Everyone likes to feel a little warm and fuzzy on the first day of a public listing. That’s why IPOs are traditionally priced slightly below demand, guaranteeing a nice first-day “pop”. But a look at first-day price changes shows something surprising: the first day pop has actually fallen over the past 20 years:

Some companies want the good publicity of a rising share price. But as Lex has pointed out this also means companies are losing out on potential fundraising. Over the past decade, the total positive change in companies’ market cap during their first day of listing was $27.7bn. The total negative change (for companies whose share price fell on their first day) was just -$1.5bn, according to data compiled from Capital IQ. That’s more than $26bn in net lost proceeds to the companies. Not exactly a reason to pop open the champagne.

So Cisco is laying off 6,000 people. But will headcount actually go down? Cisco says no: The layoffs won’t cause a net reduction in jobs because it will still be hiring people. Forecasts about workforce changes are rarely accurate, anyway — as a glance at the past few years shows. Here’s a chart of what Cisco said would happen in its August earnings calls each year, versus what actually happened:

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Last week, we pointed out one of the most exquisite slides we had seen all year in an investor presentation. Simply by spinning off its copper and fiber assets into a REIT, the telecom company Windstream believed its stock would rocket by 73 per cent. Alas, it is only up 7 per cent since then.

On Monday, Kinder Morgan, remarkably, came up with the mirror image set of slides. Kinder would consolidate its empire of natural gas pipelines by dissolving its tax-advantaged master limited partnership (MLPs are analogous to its REITs in that they don’t pay corporate level tax). It would also consolidate all companies into a regular old corporate tax-paying C-corporation. Read more

Big, high profile M&A deals get the fattest headlines and fattest fees. But are there enough of them to sustain an M&A advice business?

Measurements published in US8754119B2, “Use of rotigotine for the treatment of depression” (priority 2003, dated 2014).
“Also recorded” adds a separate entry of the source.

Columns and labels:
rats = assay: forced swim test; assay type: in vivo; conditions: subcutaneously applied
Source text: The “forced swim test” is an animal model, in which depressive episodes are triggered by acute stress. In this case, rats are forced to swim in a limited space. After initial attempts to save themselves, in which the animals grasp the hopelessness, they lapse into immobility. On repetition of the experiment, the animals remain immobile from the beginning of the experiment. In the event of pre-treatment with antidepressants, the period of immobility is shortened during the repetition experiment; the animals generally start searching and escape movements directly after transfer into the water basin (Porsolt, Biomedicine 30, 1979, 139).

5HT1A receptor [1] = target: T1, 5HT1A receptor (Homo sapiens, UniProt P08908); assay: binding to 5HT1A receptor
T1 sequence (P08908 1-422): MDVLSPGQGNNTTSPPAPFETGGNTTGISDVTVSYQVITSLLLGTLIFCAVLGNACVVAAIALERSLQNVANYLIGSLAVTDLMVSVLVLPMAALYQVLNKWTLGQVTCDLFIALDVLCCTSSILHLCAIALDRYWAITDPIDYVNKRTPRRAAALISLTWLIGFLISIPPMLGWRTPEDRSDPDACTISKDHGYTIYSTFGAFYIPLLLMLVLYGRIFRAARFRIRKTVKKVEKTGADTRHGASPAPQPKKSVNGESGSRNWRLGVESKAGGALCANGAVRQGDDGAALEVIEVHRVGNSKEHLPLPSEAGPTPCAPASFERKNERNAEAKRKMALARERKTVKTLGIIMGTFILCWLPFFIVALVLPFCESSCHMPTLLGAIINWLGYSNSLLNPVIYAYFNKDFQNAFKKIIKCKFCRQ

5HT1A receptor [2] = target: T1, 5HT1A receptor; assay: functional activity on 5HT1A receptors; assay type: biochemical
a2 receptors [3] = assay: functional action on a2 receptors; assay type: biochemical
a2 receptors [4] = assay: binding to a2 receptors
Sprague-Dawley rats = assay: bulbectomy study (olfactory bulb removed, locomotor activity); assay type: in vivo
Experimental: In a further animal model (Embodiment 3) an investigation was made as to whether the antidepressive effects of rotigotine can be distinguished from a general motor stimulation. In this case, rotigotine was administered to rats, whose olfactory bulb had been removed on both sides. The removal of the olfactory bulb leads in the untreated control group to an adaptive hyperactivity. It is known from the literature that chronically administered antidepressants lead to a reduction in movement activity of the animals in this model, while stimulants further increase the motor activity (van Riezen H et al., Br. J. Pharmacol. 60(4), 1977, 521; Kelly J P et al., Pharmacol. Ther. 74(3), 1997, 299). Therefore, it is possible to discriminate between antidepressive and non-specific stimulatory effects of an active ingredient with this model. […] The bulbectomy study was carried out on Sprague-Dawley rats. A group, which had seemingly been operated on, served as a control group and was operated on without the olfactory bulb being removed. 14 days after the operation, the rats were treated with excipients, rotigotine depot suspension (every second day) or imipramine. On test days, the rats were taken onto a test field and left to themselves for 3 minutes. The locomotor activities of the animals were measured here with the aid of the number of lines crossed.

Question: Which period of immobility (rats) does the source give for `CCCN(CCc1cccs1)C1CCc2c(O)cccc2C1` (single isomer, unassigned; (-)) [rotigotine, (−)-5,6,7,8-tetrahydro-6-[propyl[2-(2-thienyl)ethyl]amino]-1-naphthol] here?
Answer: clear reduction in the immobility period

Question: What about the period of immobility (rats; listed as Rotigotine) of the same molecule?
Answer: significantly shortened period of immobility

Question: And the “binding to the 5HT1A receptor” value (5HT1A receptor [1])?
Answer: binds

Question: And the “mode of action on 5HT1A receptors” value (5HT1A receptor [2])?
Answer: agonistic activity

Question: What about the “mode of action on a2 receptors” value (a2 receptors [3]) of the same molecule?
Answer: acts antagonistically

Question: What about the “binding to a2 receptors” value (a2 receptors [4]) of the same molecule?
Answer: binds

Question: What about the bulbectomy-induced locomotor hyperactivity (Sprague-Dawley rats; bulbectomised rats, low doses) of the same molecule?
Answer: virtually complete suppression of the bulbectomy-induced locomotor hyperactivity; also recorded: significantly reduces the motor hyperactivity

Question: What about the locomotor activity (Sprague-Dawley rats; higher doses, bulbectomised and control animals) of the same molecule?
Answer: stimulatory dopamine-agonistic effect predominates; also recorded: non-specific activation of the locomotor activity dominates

Here are two slides from a recent investor presentation from Greenhill & Co., a publicly-traded boutique investment bank, on the topic (click to enlarge): Read more

Management reshuffles, shareholder dissent, worries about credit quality: lots of things have contributed to the 22 per cent slide in Standard Chartered’s share price over the past 12 months.

To that, add one more from today’s first half results: new regulatory worries, in the form of more talks with New York regulators that could lead to another fine. Read more

On Tuesday, Lex highlighted the explosion in US-based pure play print media companies. Here’s the list we compiled of publicly-traded or soon-to-be- publicly-traded, sorted by 2013 revenue.

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Last week, Lex analysed the curious case of Windstream, the US telecom company that was spinning off its copper and fibre network into a tax-advantaged real estate investment trust (REIT). One slide in their investor presentation succinctly details the maths that justifies the deal.

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Super Mario may hop and skip over various obstacles, but Nintendo has its feet rooted. It has stuck with the hardware model, which means game prices remain high to cover those costs. After luring in parents with its family-friendly Wii packages, it now alienates them.

Value investors have bought into the hope that Nintendo, like its game characters, can bounce back. The shares have climbed despite three years of negative operating cash flow and dividends down over 90 per cent since March 2010. This has been helped by a weaker yen (boosting the translation of overseas sales). But the share price has trailed well behind the Topix over the past few years, by 61 percentage points. Read more

As the market waits for ‘Level 3 sectoral sanctions’ against Russia…

Has anyone noticed how the respective share prices of BP and Total have already performed versus the MSCI World Energy this year? Read more

We asked the question, when looking at the $3bn CIT/OneWest deal this week, if bank M&A is finally back. As you are reading the Lex note, think of the following chart, based on Dealogic data, to see just how staggering the falloff in activity has been.